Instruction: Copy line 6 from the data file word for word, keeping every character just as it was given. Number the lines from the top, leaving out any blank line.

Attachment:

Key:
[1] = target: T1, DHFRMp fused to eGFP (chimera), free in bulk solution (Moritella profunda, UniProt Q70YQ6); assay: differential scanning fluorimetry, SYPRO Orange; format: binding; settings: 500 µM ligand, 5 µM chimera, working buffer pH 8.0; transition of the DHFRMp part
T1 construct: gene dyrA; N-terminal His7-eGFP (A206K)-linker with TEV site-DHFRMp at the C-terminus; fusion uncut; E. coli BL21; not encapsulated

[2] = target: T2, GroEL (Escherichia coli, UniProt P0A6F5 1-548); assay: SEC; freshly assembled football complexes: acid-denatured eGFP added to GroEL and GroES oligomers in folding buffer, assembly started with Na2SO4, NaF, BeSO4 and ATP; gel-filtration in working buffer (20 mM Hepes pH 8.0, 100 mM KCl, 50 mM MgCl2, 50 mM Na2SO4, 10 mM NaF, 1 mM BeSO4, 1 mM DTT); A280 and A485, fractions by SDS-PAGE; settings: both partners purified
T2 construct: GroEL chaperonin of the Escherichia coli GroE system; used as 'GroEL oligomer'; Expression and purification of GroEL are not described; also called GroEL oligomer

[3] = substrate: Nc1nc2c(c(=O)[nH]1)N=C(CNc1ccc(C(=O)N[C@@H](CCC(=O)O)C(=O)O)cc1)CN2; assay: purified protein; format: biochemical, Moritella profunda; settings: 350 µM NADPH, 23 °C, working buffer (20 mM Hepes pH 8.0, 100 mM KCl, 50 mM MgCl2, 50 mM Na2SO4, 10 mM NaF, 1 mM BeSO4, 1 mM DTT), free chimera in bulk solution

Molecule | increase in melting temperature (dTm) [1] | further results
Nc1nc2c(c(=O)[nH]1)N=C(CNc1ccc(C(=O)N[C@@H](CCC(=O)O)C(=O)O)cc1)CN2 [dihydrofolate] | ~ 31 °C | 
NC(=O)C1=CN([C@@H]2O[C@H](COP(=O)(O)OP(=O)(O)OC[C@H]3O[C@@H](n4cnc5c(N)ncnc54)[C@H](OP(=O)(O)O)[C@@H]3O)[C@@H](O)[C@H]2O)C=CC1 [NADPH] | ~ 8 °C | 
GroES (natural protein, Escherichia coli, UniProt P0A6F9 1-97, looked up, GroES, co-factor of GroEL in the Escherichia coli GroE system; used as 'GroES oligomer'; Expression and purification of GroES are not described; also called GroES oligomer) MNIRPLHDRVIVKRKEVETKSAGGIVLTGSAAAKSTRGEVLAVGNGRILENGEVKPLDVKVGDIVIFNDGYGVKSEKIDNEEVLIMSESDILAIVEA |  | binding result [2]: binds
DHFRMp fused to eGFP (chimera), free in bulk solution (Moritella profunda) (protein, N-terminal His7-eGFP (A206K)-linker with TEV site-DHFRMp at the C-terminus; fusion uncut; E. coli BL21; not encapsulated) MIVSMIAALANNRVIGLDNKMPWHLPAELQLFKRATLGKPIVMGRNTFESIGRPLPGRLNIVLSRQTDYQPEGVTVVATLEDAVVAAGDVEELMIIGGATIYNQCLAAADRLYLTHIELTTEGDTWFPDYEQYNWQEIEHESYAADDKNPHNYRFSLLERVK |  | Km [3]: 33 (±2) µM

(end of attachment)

[3] = substrate: Nc1nc2c(c(=O)[nH]1)N=C(CNc1ccc(C(=O)N[C@@H](CCC(=O)O)C(=O)O)cc1)CN2; assay: purified protein; format: biochemical, Moritella profunda; settings: 350 µM NADPH, 23 °C, working buffer (20 mM Hepes pH 8.0, 100 mM KCl, 50 mM MgCl2, 50 mM Na2SO4, 10 mM NaF, 1 mM BeSO4, 1 mM DTT), free chimera in bulk solution